Volume 9, Issue 2
  • ISSN 2214-9953
  • E-ISSN: 2214-9961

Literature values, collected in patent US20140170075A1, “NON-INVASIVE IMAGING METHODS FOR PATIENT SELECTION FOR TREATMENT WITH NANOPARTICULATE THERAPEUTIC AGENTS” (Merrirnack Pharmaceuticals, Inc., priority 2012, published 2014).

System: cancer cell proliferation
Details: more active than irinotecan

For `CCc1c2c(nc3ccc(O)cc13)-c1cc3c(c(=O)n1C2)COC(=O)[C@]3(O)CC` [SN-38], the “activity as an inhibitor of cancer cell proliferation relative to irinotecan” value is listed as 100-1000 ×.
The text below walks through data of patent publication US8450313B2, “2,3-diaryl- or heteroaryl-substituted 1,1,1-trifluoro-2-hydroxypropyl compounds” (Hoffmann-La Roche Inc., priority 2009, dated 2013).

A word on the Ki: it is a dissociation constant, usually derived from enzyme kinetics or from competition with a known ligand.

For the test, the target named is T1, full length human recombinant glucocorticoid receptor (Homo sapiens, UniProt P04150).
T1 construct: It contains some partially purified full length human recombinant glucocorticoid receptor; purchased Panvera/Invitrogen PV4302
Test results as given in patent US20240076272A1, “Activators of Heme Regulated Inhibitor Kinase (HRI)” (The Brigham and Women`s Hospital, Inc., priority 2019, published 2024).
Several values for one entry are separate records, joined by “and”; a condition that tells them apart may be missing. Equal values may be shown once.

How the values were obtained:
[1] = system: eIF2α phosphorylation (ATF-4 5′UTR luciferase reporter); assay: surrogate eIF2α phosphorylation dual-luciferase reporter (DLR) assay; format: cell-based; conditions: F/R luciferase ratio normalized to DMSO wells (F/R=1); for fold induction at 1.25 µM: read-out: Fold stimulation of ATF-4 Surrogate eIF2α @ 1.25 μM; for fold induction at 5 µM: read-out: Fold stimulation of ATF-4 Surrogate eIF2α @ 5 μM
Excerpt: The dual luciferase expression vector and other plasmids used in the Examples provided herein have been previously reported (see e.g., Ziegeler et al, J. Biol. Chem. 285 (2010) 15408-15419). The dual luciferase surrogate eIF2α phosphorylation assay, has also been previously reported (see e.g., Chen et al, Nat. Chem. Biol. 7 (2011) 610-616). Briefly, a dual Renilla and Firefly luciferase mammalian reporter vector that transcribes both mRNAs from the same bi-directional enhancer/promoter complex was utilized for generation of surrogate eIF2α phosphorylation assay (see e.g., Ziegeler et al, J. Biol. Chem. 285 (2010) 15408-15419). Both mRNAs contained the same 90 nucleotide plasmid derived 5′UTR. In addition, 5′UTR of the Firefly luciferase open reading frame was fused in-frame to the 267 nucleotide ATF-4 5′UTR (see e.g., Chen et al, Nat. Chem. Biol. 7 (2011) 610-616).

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This study examines the Linguistic Landscape (LL) of two streets in Beirut (Foch and Weygand) following a series of protests in October 2019 against the Lebanese government. We analyzed signs of protest on those two streets collected in 2020 and compared them to archival data collected back in 2015 prior to the commencement of the protests. We drew upon an expanding LL literature of contestation and resistance and theoretically framed our study in concepts of reclaiming public spaces through protest signs (Martín Rojo, 2014a). Photographic data was collected and analyzed based on a critical discourse historiographical approach (Flowerdew, 2017). Implications with regard to Beirut’s changing identity and conflicting discourses of protest, hope, and censorship competing for space on its streets are presented. The study also presents as an approach that addresses historical and cultural dimensions and power structures that underlie the narratives that shape protest movements.


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